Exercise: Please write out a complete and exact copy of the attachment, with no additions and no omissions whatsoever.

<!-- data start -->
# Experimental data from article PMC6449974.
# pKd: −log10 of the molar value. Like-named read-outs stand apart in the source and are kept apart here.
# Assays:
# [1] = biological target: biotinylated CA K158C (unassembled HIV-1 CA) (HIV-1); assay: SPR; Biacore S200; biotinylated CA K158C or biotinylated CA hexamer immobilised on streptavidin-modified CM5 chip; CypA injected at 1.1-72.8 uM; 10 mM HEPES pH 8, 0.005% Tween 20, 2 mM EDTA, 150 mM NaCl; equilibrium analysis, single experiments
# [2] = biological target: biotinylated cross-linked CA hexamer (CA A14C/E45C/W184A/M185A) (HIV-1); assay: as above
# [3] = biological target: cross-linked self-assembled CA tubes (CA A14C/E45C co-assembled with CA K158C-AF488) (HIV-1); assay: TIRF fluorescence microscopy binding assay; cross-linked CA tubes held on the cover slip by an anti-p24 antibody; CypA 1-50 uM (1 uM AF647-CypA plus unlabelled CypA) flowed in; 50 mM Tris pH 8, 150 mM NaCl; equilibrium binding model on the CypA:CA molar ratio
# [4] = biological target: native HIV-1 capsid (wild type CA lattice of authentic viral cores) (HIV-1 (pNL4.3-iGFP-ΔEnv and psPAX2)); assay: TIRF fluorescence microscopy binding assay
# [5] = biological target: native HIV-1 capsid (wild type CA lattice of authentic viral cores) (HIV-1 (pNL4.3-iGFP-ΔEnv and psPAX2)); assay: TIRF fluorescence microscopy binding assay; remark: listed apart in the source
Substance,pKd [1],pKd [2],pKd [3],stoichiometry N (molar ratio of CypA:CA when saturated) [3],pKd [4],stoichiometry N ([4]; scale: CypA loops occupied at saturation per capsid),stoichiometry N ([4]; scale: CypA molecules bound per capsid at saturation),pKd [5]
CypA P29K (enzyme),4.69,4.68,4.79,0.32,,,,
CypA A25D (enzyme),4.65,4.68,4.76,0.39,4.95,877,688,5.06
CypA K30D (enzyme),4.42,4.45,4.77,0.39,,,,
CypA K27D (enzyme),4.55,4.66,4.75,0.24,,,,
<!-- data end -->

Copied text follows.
# Experimental data from article PMC6449974.
# pKd: −log10 of the molar value. Like-named read-outs stand apart in the source and are kept apart here.
# Assays:
# [1] = biological target: biotinylated CA K158C (unassembled HIV-1 CA) (HIV-1); assay: SPR; Biacore S200; biotinylated CA K158C or biotinylated CA hexamer immobilised on streptavidin-modified CM5 chip; CypA injected at 1.1-72.8 uM; 10 mM HEPES pH 8, 0.005% Tween 20, 2 mM EDTA, 150 mM NaCl; equilibrium analysis, single experiments
# [2] = biological target: biotinylated cross-linked CA hexamer (CA A14C/E45C/W184A/M185A) (HIV-1); assay: as above
# [3] = biological target: cross-linked self-assembled CA tubes (CA A14C/E45C co-assembled with CA K158C-AF488) (HIV-1); assay: TIRF fluorescence microscopy binding assay; cross-linked CA tubes held on the cover slip by an anti-p24 antibody; CypA 1-50 uM (1 uM AF647-CypA plus unlabelled CypA) flowed in; 50 mM Tris pH 8, 150 mM NaCl; equilibrium binding model on the CypA:CA molar ratio
# [4] = biological target: native HIV-1 capsid (wild type CA lattice of authentic viral cores) (HIV-1 (pNL4.3-iGFP-ΔEnv and psPAX2)); assay: TIRF fluorescence microscopy binding assay
# [5] = biological target: native HIV-1 capsid (wild type CA lattice of authentic viral cores) (HIV-1 (pNL4.3-iGFP-ΔEnv and psPAX2)); assay: TIRF fluorescence microscopy binding assay; remark: listed apart in the source
Substance,pKd [1],pKd [2],pKd [3],stoichiometry N (molar ratio of CypA:CA when saturated) [3],pKd [4],stoichiometry N ([4]; scale: CypA loops occupied at saturation per capsid),stoichiometry N ([4]; scale: CypA molecules bound per capsid at saturation),pKd [5]
CypA P29K (enzyme),4.69,4.68,4.79,0.32,,,,
CypA A25D (enzyme),4.65,4.68,4.76,0.39,4.95,877,688,5.06
CypA K30D (enzyme),4.42,4.45,4.77,0.39,,,,
CypA K27D (enzyme),4.55,4.66,4.75,0.24,,,,